“Even though he’s very chill, there’s something about it that gets me riled up,” adds IV.GATLIN. “It’s kinda dreamy, and a little transcendent, but it also gets me a little aggy — not chilled, not hype, something in between.” This paradox is captured poignantly in Marshall’s ‘Out Getting Ribs’, with its twisting, turning, reverb-drenched guitar riff and intimate reflections on a faltering relationship (“My tongue was in love / But my heart was left above”). Admittedly, the album version is a slight downgrade on the subtler, more vulnerable ‘Zoo Kid’ rendition released in 2011; yet it retains the tortured, almost broken vocal tone of the original, and is framed around the deep, cavernous echoes that give ‘6 Feet…’ so much of its ambience and atmosphere.

On ‘Neptune Estate’, Marshall’s heavy-handed approach to the reverb dial is ramped up further. A sprawling five-minute fusion of J Dilla-esque drum samples, moody keys and full-bodied sax melodies that ooze and quiver to summon images of dingy underground jazz cafes and pipe smoke, it’s one of the record’s most arresting songs. “That is one of my heartbreak anthems,” laughs Foxell. “It’s a brain spill of a song but it sounds so perfect.” Lyrically, it’s one of many tracks on ‘6 Feet…’ laced with a vulnerability that’s helped listeners across the globe forge meaningful connections with this album.

Scan the comments below any King Krule video on YouTube, and the power of his artistic voice immediately becomes clear; “No matter what you are going through he takes you to places beyond that pain, problem, or situation” sums up one fan under ‘Rock Bottom’. For countless people going through the mill, Marshall’s music has offered a lifeline, his naked honesty making listeners feel like they’re not alone. Communicating the struggles, stresses, and anxieties of a generation of young Brits growing up in an increasingly turbulent world — and since then, broader issues of social isolation, inequality, political instability, and climate breakdown have only worsened — King Krule’s voice has resonated with fans on a deep personal level.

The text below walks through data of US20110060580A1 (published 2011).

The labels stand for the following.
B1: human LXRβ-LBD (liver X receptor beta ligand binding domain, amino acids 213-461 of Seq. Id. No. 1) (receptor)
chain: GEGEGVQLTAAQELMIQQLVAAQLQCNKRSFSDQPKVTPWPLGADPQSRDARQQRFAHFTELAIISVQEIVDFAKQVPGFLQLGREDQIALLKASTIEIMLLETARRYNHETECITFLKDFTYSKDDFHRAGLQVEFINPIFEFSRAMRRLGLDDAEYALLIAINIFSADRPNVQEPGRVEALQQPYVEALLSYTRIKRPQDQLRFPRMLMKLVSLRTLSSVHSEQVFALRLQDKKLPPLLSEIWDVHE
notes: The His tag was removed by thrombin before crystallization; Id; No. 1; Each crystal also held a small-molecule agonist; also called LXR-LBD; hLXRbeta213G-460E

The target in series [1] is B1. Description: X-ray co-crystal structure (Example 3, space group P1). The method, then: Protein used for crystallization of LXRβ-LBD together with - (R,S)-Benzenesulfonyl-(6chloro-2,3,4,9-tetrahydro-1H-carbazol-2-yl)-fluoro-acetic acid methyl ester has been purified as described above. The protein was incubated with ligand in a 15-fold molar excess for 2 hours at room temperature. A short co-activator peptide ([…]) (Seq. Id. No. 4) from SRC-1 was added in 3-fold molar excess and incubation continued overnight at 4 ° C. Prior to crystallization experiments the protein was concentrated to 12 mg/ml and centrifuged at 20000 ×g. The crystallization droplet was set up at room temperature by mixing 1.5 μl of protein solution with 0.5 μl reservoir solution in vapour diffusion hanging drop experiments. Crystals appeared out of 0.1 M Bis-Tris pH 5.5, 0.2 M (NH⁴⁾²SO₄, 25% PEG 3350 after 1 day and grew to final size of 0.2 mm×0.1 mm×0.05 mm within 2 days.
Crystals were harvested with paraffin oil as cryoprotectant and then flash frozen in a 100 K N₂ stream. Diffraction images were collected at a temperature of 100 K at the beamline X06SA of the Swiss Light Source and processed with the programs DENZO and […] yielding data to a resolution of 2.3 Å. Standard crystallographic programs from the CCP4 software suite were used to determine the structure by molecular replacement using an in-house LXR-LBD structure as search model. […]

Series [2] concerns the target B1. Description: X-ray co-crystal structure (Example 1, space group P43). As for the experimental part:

King Krule - 6 Feet Beneath The Moon artwork

When you consider the fact that ‘6 Feet…’ was released on Marshall’s 19th birthday (with many of the tracks on the album written when he was seventeen or eighteen), the potency of his lyricism is remarkable. “He was doing stuff when he was super young that you don’t really see a teenager doing,” says Rio Rainz.

Harnessing what I.V.GATLIN observes as “the mixture of somewhat poetic stuff alongside super down-to-earth random bars”, he shifts from the soft, desperate-sounding laments of ‘Neptune Estate’ — “Can’t you bare just one more night?” — to ‘Easy Easy”s bitter, socially-conscious cry of “Your dead end job’s been eating away your life”. The jumpiness with which these shifts sometimes occur only strengthens the accuracy of the album’s portrayal of 19-year-old Archy Marshall. Unashamedly flawed and mentally all over the place, he lurches between ruminations on isolation and romantic rejection to fierce jabs at the price of a Tesco sandwich. You might see him in a crisp beige suit, but rest assured he’ll have a JD bag slung over the shoulder. Marshall’s new album ‘Space Heavy’ is authentic in a different way; his sound has mellowed, matured, and become more cohesive. But for the nostalgic, the words King Krule will always bring to mind the brash, undeniable relatability of ‘6 Feet…’.